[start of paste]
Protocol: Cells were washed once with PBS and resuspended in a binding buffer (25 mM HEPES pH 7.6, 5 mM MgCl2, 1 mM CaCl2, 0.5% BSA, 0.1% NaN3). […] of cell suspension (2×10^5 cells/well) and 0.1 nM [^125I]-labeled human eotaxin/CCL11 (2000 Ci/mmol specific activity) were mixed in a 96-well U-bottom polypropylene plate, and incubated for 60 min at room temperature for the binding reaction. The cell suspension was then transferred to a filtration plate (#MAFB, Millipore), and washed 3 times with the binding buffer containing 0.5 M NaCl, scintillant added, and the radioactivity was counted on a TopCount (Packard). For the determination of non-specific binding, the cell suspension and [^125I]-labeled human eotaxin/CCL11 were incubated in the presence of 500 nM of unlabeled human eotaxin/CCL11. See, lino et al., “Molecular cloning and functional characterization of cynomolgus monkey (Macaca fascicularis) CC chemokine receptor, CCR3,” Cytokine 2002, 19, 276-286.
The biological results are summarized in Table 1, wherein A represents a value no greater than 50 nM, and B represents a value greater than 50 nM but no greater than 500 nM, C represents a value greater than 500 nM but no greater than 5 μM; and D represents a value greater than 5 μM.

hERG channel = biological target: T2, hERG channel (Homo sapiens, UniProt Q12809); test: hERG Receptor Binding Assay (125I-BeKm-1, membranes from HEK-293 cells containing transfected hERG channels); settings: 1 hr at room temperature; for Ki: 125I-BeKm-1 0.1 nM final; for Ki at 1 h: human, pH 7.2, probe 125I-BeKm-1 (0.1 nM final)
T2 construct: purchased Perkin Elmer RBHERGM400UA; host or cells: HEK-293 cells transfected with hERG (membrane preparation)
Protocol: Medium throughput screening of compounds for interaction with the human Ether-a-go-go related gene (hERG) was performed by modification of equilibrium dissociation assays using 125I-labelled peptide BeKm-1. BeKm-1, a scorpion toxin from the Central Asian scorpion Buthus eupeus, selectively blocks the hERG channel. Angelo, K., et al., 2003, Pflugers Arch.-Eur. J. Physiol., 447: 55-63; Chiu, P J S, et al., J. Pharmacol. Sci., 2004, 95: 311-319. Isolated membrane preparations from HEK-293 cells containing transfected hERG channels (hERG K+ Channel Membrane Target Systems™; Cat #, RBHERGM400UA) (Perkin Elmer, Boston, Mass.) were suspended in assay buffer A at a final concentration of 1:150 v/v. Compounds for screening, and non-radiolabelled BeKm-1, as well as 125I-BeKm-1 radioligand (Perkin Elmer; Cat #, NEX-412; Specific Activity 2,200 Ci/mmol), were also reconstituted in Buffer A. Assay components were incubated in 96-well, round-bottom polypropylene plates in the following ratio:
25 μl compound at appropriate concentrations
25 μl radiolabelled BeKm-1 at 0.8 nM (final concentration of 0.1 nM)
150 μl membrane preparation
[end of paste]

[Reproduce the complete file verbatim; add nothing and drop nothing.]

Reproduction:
Protocol: Cells were washed once with PBS and resuspended in a binding buffer (25 mM HEPES pH 7.6, 5 mM MgCl2, 1 mM CaCl2, 0.5% BSA, 0.1% NaN3). […] of cell suspension (2×10^5 cells/well) and 0.1 nM [^125I]-labeled human eotaxin/CCL11 (2000 Ci/mmol specific activity) were mixed in a 96-well U-bottom polypropylene plate, and incubated for 60 min at room temperature for the binding reaction. The cell suspension was then transferred to a filtration plate (#MAFB, Millipore), and washed 3 times with the binding buffer containing 0.5 M NaCl, scintillant added, and the radioactivity was counted on a TopCount (Packard). For the determination of non-specific binding, the cell suspension and [^125I]-labeled human eotaxin/CCL11 were incubated in the presence of 500 nM of unlabeled human eotaxin/CCL11. See, lino et al., “Molecular cloning and functional characterization of cynomolgus monkey (Macaca fascicularis) CC chemokine receptor, CCR3,” Cytokine 2002, 19, 276-286.
The biological results are summarized in Table 1, wherein A represents a value no greater than 50 nM, and B represents a value greater than 50 nM but no greater than 500 nM, C represents a value greater than 500 nM but no greater than 5 μM; and D represents a value greater than 5 μM.

hERG channel = biological target: T2, hERG channel (Homo sapiens, UniProt Q12809); test: hERG Receptor Binding Assay (125I-BeKm-1, membranes from HEK-293 cells containing transfected hERG channels); settings: 1 hr at room temperature; for Ki: 125I-BeKm-1 0.1 nM final; for Ki at 1 h: human, pH 7.2, probe 125I-BeKm-1 (0.1 nM final)
T2 construct: purchased Perkin Elmer RBHERGM400UA; host or cells: HEK-293 cells transfected with hERG (membrane preparation)
Protocol: Medium throughput screening of compounds for interaction with the human Ether-a-go-go related gene (hERG) was performed by modification of equilibrium dissociation assays using 125I-labelled peptide BeKm-1. BeKm-1, a scorpion toxin from the Central Asian scorpion Buthus eupeus, selectively blocks the hERG channel. Angelo, K., et al., 2003, Pflugers Arch.-Eur. J. Physiol., 447: 55-63; Chiu, P J S, et al., J. Pharmacol. Sci., 2004, 95: 311-319. Isolated membrane preparations from HEK-293 cells containing transfected hERG channels (hERG K+ Channel Membrane Target Systems™; Cat #, RBHERGM400UA) (Perkin Elmer, Boston, Mass.) were suspended in assay buffer A at a final concentration of 1:150 v/v. Compounds for screening, and non-radiolabelled BeKm-1, as well as 125I-BeKm-1 radioligand (Perkin Elmer; Cat #, NEX-412; Specific Activity 2,200 Ci/mmol), were also reconstituted in Buffer A. Assay components were incubated in 96-well, round-bottom polypropylene plates in the following ratio:
25 μl compound at appropriate concentrations
25 μl radiolabelled BeKm-1 at 0.8 nM (final concentration of 0.1 nM)
150 μl membrane preparation